The expansion of Occupy Wall Street actions across North America is a welcome boost for the movement to check the power of transnational capital. The conscious decision to rise up together against corporate rule is a powerful and liberating act, with enormous potential. Tens of thousands took to the streets of cities and towns across Canada on the October 15 weekend, proving that we will not meekly accept the Harper Tory/corporate agenda.
As the Communist Party said when the Tories won a majority in Parliament with less than 40% of the popular vote, the crucial fightback by working people over the next four years will take place in our streets, workplaces and communities. Today, this struggle is around the rights of the "99%" to assemble in public spaces, to organize forms of collective resistance, and to speak out for fundamental economic, social and political reforms.
Our most urgent need at this moment is to strengthen broader unity in action, especially among working people, who form the vast majority of the "99%". While there are many important issues raised within the Occupy movement, unity can best be built around demands which undermine the power of our common enemy: big capital. The corporate drive for maximum profits is responsible for destroying our planet, and for the escalating attacks against workers, Aboriginal peoples, racialized communities, women, youth, seniors, and other sections of the people. Ultimately, stronger collective resistance against this deadly enemy can open the door to a process of genuine democratic social change, leading towards a socialist future.
One of the outstanding strengths of the Occupy movement is its breathtaking diversity. From its beginnings on Wall Street, the movement has attracted a stunning range of participants, including many who are taking action for the first time. This movement is a sharp challenge to the claim that "there is no alternative" to the policies of big capital and its governments and parties. The growing participation of organized labour and other progressive groups shows that within this diversity, there is strong support for a "people's alternative", based on the needs of working people and the environment, not the greed of the corporations.
The positive response to the involvement of trade unions and other progressive forces emphasizes the need for labour and its allies to help build the Occupy movement. Such a strategy can help block and even defeat the attacks by the Harper Tories and the corporate bosses - especially their assault on decades of hard-won social and collective bargaining gains. Recognizing this basic truth, many union locals, labour councils and provincial federations have mobilized for the Occupy events.
It's true that such tactics call for a careful approach to avoid accusations of "labour domination." On the other hand, holding back from coalition-building, or offering only lukewarm support, could leave the organized sections of the working class at the mercy of the right‑wing attack. Failure to seize the opportunity presented by the Occupy protests would be an historic blunder; we urge all affiliates and Labour Councils to encourage the leaderships of the Canadian Labour Congress and the CSN (Confédération des syndicats nationaux, or CNTU) in Québec to prioritize all-out labour support of this struggle.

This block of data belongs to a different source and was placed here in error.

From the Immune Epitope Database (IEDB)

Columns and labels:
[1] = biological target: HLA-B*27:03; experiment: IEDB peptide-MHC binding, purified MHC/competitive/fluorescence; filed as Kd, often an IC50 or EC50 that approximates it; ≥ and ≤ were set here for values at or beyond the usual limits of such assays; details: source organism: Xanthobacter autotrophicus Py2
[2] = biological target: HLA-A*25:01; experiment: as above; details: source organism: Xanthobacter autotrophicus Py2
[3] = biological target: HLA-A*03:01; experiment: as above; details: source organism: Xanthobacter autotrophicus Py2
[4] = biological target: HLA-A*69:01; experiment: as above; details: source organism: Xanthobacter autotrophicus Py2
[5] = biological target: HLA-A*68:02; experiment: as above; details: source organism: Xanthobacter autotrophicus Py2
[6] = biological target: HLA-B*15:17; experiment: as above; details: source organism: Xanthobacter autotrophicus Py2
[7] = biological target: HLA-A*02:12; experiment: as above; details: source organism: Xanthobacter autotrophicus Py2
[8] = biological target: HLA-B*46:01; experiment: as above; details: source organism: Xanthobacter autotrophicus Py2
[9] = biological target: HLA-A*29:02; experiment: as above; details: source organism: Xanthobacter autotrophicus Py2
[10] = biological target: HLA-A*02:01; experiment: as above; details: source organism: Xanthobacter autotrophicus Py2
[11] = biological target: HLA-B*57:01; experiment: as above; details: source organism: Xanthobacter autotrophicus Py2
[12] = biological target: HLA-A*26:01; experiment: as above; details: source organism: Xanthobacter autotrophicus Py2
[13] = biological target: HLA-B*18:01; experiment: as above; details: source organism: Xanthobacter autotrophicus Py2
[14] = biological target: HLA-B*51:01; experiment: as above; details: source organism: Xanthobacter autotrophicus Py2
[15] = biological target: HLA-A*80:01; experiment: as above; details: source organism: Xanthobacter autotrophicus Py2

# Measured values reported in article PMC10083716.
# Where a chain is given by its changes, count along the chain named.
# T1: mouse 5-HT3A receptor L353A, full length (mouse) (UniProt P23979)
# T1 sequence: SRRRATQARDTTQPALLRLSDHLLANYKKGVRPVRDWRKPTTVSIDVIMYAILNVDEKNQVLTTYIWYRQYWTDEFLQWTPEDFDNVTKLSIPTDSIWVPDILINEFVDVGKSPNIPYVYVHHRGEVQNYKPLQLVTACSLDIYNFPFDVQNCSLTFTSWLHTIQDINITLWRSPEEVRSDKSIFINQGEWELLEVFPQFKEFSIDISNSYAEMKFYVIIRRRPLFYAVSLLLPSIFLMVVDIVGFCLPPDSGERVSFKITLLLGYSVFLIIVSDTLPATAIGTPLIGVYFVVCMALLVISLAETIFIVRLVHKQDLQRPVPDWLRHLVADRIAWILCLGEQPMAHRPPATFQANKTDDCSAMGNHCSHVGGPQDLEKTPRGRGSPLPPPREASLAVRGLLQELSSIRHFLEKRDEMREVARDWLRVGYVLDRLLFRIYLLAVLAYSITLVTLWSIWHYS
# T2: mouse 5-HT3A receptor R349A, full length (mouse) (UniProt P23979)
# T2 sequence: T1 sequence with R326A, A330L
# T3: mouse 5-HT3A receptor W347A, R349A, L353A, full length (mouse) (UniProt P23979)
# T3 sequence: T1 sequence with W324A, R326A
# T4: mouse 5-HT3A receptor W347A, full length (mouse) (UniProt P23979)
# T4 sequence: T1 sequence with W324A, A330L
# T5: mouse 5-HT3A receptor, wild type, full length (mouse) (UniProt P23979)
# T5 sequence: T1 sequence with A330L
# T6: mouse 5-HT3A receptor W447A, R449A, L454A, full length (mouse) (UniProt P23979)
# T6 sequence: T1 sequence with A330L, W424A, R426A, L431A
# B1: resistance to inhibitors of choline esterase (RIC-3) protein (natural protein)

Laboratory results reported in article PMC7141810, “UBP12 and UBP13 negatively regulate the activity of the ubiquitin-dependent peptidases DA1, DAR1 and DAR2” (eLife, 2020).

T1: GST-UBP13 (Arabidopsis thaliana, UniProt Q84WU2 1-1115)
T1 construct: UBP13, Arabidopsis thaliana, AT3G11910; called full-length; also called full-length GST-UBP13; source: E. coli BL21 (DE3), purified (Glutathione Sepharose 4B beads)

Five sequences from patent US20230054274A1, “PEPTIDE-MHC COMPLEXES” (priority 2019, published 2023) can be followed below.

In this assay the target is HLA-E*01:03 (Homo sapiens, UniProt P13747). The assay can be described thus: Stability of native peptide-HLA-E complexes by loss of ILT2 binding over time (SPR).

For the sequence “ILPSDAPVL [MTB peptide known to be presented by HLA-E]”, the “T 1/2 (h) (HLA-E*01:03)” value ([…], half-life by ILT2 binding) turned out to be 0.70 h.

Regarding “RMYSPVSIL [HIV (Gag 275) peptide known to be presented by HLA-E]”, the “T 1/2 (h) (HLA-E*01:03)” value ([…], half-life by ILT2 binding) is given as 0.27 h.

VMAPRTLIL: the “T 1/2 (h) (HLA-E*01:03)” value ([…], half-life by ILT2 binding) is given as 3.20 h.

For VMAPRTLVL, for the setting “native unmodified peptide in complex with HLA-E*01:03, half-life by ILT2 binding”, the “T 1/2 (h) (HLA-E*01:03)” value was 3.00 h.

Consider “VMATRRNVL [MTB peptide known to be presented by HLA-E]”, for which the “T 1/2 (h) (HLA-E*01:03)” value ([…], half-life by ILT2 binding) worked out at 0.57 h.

This is not to minimise the challenges facing the attempt to build a powerful, broad campaign for change. Initial enthusiasm for mass action has sometimes been dulled by lengthy debates over how to create perfect democratic structures. The welcome process of open, inclusive debate has occasionally meant that speakers' lists are dominated by individuals with the loudest voices, rather than those who speak for large numbers of workers, Aboriginal peoples, racialised communities, women, students, seniors, farmers, homeless people, and other targets of the capitalist agenda.
But these difficulties should not become an excuse by progressives and labour activists to dismiss or ignore the Occupy movement. We must all join the debates and present our views and ideas, which are based on the experience of many campaigns to defend labour rights, democracy, equality, and social justice.
In this spirit, members of the Communist Party of Canada have been active from the start of the Occupy actions across this country. We will continue to help organize broader and more powerful unity of the 99%, around demands which hit back at the power of the 1%, the transnational corporations.
Here are some of the immediate demands which our Party has proposed:
* Nationalize the banks and insurance companies!
* Double the corporate tax rate, especially for the largest transnationals, oil companies, etc.
* Good jobs, liveable wages and benefits for all!
* End attacks on workers' rights!
* Stop privatizations and cutbacks to public services!
* Make education (including post‑secondary), healthcare and childcare accessible and affordable!
* Build social housing, and significantly raise the minimum wage and welfare rates!
* Cut military spending by 75%!
* Fight climate change, not wars for energy resources!
Our aim is a socialist Canada, one in which the productive wealth of society is collectively owned and democratically controlled, not by the 1% of the rich and powerful corporate interests, but by the working people. We welcome your comments and feedback around these proposals. Contact us for more information.